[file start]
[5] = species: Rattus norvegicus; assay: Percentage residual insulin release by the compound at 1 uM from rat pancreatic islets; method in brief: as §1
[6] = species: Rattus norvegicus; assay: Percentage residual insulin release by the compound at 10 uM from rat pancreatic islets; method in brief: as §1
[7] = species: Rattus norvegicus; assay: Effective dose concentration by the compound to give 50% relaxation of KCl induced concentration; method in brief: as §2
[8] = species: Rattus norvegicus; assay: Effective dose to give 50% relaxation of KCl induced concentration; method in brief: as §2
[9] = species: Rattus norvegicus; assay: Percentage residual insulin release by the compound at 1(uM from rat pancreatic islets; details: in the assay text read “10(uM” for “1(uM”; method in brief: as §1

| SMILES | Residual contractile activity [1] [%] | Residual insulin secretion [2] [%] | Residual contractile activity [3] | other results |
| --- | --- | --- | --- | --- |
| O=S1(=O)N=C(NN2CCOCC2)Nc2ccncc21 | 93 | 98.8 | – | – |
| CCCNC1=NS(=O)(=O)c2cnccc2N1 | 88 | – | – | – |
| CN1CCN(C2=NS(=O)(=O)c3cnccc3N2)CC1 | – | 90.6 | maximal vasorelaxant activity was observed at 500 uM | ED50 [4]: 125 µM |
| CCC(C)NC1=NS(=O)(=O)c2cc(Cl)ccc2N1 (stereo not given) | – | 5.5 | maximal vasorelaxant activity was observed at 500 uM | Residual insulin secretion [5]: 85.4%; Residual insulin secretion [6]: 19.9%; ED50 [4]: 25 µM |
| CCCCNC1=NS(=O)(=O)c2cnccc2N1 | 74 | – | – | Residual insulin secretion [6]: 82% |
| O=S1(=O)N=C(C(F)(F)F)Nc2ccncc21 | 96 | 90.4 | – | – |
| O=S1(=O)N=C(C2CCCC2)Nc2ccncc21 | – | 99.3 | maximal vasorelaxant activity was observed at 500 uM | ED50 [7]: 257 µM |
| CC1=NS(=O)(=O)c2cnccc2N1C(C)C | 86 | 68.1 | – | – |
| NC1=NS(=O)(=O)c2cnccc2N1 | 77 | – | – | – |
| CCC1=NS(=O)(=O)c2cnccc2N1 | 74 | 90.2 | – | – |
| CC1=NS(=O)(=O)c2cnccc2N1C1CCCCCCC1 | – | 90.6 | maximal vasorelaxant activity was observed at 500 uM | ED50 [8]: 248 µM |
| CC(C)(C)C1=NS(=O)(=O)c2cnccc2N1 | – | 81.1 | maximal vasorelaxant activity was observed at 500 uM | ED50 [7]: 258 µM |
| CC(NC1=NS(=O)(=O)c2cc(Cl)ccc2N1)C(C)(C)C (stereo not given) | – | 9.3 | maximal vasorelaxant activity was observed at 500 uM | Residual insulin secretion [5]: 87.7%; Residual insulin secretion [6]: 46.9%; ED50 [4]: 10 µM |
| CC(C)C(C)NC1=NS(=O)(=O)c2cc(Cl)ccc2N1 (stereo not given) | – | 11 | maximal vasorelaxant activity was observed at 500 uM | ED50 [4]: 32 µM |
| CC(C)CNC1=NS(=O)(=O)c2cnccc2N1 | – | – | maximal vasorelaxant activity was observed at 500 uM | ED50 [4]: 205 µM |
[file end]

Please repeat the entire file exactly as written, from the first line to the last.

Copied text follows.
[5] = species: Rattus norvegicus; assay: Percentage residual insulin release by the compound at 1 uM from rat pancreatic islets; method in brief: as §1
[6] = species: Rattus norvegicus; assay: Percentage residual insulin release by the compound at 10 uM from rat pancreatic islets; method in brief: as §1
[7] = species: Rattus norvegicus; assay: Effective dose concentration by the compound to give 50% relaxation of KCl induced concentration; method in brief: as §2
[8] = species: Rattus norvegicus; assay: Effective dose to give 50% relaxation of KCl induced concentration; method in brief: as §2
[9] = species: Rattus norvegicus; assay: Percentage residual insulin release by the compound at 1(uM from rat pancreatic islets; details: in the assay text read “10(uM” for “1(uM”; method in brief: as §1

| SMILES | Residual contractile activity [1] [%] | Residual insulin secretion [2] [%] | Residual contractile activity [3] | other results |
| --- | --- | --- | --- | --- |
| O=S1(=O)N=C(NN2CCOCC2)Nc2ccncc21 | 93 | 98.8 | – | – |
| CCCNC1=NS(=O)(=O)c2cnccc2N1 | 88 | – | – | – |
| CN1CCN(C2=NS(=O)(=O)c3cnccc3N2)CC1 | – | 90.6 | maximal vasorelaxant activity was observed at 500 uM | ED50 [4]: 125 µM |
| CCC(C)NC1=NS(=O)(=O)c2cc(Cl)ccc2N1 (stereo not given) | – | 5.5 | maximal vasorelaxant activity was observed at 500 uM | Residual insulin secretion [5]: 85.4%; Residual insulin secretion [6]: 19.9%; ED50 [4]: 25 µM |
| CCCCNC1=NS(=O)(=O)c2cnccc2N1 | 74 | – | – | Residual insulin secretion [6]: 82% |
| O=S1(=O)N=C(C(F)(F)F)Nc2ccncc21 | 96 | 90.4 | – | – |
| O=S1(=O)N=C(C2CCCC2)Nc2ccncc21 | – | 99.3 | maximal vasorelaxant activity was observed at 500 uM | ED50 [7]: 257 µM |
| CC1=NS(=O)(=O)c2cnccc2N1C(C)C | 86 | 68.1 | – | – |
| NC1=NS(=O)(=O)c2cnccc2N1 | 77 | – | – | – |
| CCC1=NS(=O)(=O)c2cnccc2N1 | 74 | 90.2 | – | – |
| CC1=NS(=O)(=O)c2cnccc2N1C1CCCCCCC1 | – | 90.6 | maximal vasorelaxant activity was observed at 500 uM | ED50 [8]: 248 µM |
| CC(C)(C)C1=NS(=O)(=O)c2cnccc2N1 | – | 81.1 | maximal vasorelaxant activity was observed at 500 uM | ED50 [7]: 258 µM |
| CC(NC1=NS(=O)(=O)c2cc(Cl)ccc2N1)C(C)(C)C (stereo not given) | – | 9.3 | maximal vasorelaxant activity was observed at 500 uM | Residual insulin secretion [5]: 87.7%; Residual insulin secretion [6]: 46.9%; ED50 [4]: 10 µM |
| CC(C)C(C)NC1=NS(=O)(=O)c2cc(Cl)ccc2N1 (stereo not given) | – | 11 | maximal vasorelaxant activity was observed at 500 uM | ED50 [4]: 32 µM |
| CC(C)CNC1=NS(=O)(=O)c2cnccc2N1 | – | – | maximal vasorelaxant activity was observed at 500 uM | ED50 [4]: 205 µM |